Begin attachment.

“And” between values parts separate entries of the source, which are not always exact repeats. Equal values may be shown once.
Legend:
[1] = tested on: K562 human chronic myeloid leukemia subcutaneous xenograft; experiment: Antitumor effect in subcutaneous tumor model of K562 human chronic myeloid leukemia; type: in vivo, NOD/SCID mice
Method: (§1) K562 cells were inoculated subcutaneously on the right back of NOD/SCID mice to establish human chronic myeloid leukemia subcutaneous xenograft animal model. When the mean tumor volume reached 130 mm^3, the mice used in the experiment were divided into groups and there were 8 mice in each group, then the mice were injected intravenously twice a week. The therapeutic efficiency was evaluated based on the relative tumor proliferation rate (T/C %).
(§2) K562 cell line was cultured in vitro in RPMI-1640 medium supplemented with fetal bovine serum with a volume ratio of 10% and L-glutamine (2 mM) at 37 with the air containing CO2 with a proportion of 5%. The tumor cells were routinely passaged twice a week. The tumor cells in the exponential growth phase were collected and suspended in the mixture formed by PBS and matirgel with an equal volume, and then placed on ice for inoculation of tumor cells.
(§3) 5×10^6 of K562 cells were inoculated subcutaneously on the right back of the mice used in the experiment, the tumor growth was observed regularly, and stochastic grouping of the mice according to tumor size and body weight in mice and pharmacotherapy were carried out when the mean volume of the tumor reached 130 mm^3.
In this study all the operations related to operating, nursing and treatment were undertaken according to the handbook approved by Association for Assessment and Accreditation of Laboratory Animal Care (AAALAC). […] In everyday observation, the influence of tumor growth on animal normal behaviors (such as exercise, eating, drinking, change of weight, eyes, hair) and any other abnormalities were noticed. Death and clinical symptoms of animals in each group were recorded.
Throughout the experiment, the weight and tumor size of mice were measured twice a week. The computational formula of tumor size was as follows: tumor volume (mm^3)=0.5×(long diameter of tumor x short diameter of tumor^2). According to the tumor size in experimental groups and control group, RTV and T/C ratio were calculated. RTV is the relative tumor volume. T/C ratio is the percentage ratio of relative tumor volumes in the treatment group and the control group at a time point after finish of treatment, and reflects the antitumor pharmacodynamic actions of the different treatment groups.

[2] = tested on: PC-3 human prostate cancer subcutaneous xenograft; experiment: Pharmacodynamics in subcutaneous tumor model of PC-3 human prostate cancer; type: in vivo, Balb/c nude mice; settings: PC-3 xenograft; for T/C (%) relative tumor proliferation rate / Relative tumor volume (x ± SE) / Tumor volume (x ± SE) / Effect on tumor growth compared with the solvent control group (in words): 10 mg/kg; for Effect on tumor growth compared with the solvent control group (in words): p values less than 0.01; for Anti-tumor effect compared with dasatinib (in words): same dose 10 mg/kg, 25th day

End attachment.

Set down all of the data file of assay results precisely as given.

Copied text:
“And” between values parts separate entries of the source, which are not always exact repeats. Equal values may be shown once.
Legend:
[1] = tested on: K562 human chronic myeloid leukemia subcutaneous xenograft; experiment: Antitumor effect in subcutaneous tumor model of K562 human chronic myeloid leukemia; type: in vivo, NOD/SCID mice
Method: (§1) K562 cells were inoculated subcutaneously on the right back of NOD/SCID mice to establish human chronic myeloid leukemia subcutaneous xenograft animal model. When the mean tumor volume reached 130 mm^3, the mice used in the experiment were divided into groups and there were 8 mice in each group, then the mice were injected intravenously twice a week. The therapeutic efficiency was evaluated based on the relative tumor proliferation rate (T/C %).
(§2) K562 cell line was cultured in vitro in RPMI-1640 medium supplemented with fetal bovine serum with a volume ratio of 10% and L-glutamine (2 mM) at 37 with the air containing CO2 with a proportion of 5%. The tumor cells were routinely passaged twice a week. The tumor cells in the exponential growth phase were collected and suspended in the mixture formed by PBS and matirgel with an equal volume, and then placed on ice for inoculation of tumor cells.
(§3) 5×10^6 of K562 cells were inoculated subcutaneously on the right back of the mice used in the experiment, the tumor growth was observed regularly, and stochastic grouping of the mice according to tumor size and body weight in mice and pharmacotherapy were carried out when the mean volume of the tumor reached 130 mm^3.
In this study all the operations related to operating, nursing and treatment were undertaken according to the handbook approved by Association for Assessment and Accreditation of Laboratory Animal Care (AAALAC). […] In everyday observation, the influence of tumor growth on animal normal behaviors (such as exercise, eating, drinking, change of weight, eyes, hair) and any other abnormalities were noticed. Death and clinical symptoms of animals in each group were recorded.
Throughout the experiment, the weight and tumor size of mice were measured twice a week. The computational formula of tumor size was as follows: tumor volume (mm^3)=0.5×(long diameter of tumor x short diameter of tumor^2). According to the tumor size in experimental groups and control group, RTV and T/C ratio were calculated. RTV is the relative tumor volume. T/C ratio is the percentage ratio of relative tumor volumes in the treatment group and the control group at a time point after finish of treatment, and reflects the antitumor pharmacodynamic actions of the different treatment groups.

[2] = tested on: PC-3 human prostate cancer subcutaneous xenograft; experiment: Pharmacodynamics in subcutaneous tumor model of PC-3 human prostate cancer; type: in vivo, Balb/c nude mice; settings: PC-3 xenograft; for T/C (%) relative tumor proliferation rate / Relative tumor volume (x ± SE) / Tumor volume (x ± SE) / Effect on tumor growth compared with the solvent control group (in words): 10 mg/kg; for Effect on tumor growth compared with the solvent control group (in words): p values less than 0.01; for Anti-tumor effect compared with dasatinib (in words): same dose 10 mg/kg, 25th day